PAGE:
Sat | Sep 23, 2017

Maths, science not be-all and end-all

Published:Saturday | August 27, 2016 | 8:00 AM


Are we too narrow-minded about the recent decline in Caribbean Secondary Education Certificate passes in mathematics and the sciences? It must be a cause for concern for all stakeholders to have a decline of 14 per cent in the pass rate, which has been blamed on the migration of maths and science teachers. Is this the only possible cause for this decline?

Let us examine the last 10 years of our mathematics passes, when our specialist teachers were in the system, and assess if we were at an acceptable level in our pass rate, especially when compared to other countries in the Caribbean during that period.

I think that we have always struggled with these subjects, with or without specialist maths and science teachers. I do believe that the departure of any qualified specialist from an organisation should have a negative effect on the organisation if similar or better competencies are not recruited.

Are there any other possible reasons for our poor pass rate in maths and science? Is our human-resource capacity chiefly the cause? What about non-human resources such as the environment for learning? Have we examined the curriculum at the primary level to ascertain why there is such a disparity with the pass rate in maths and science in GSAT and maths and science in CSEC? Are our students only prepared to pass exams at the primary level without grasping fundamental concepts so that when they go to high school, these concepts can be consolidated and expanded?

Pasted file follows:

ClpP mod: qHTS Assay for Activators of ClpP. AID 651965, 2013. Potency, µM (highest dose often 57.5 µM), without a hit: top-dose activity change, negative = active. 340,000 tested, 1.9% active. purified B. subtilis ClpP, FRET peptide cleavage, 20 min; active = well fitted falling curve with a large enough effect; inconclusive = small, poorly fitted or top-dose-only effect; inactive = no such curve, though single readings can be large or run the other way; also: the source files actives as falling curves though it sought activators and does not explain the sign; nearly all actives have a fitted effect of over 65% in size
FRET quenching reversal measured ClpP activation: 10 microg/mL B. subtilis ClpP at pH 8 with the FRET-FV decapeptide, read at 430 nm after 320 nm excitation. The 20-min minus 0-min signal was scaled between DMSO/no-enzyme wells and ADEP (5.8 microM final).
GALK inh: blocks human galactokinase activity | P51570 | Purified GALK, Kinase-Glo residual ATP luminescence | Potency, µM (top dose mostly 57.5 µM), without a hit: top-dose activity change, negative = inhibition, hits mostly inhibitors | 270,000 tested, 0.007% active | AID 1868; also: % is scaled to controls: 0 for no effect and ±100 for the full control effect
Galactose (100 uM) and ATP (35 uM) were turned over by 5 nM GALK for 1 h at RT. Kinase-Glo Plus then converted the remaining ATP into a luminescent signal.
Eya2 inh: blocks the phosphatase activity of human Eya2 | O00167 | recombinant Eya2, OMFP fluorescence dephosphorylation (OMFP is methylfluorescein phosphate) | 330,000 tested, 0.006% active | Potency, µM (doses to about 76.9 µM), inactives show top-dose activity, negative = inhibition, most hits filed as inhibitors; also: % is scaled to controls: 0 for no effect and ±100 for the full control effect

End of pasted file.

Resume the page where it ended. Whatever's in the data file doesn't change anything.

If we have a narrow assessment of the problem, we are going to have a narrow fix. If our pass rate in maths and science is predominantly based on teacher compensation, by all means, compensate the teachers of these subjects so that they won't leave, and our pass rate will be increased.

Maths and the science are very important subjects, but what about the other areas of study? Can a student enter college with only these subjects? We are focusing on problems in one area and neglecting the success gained in other subject areas.

As there is contemplation to compensate maths and science teachers better than other subject teachers, are we saying the other subject areas are not important? How would you compensate an excellent primary-school teacher who teaches all subjects or an early-childhood teacher who is qualified and doing an excellent job, especially since there is an initiative to improve early-childhood education? What will be done to keep these teachers since they don't teach maths and science?

I endorse what was said in your recent editorial: "People ought to be compensated for special skills, influenced by the demands of the market." We must be mindful that maths and the sciences are not the only subjects in high demand in preparation to satisfy market requirements. Should one sector be punished for the underperformance of another?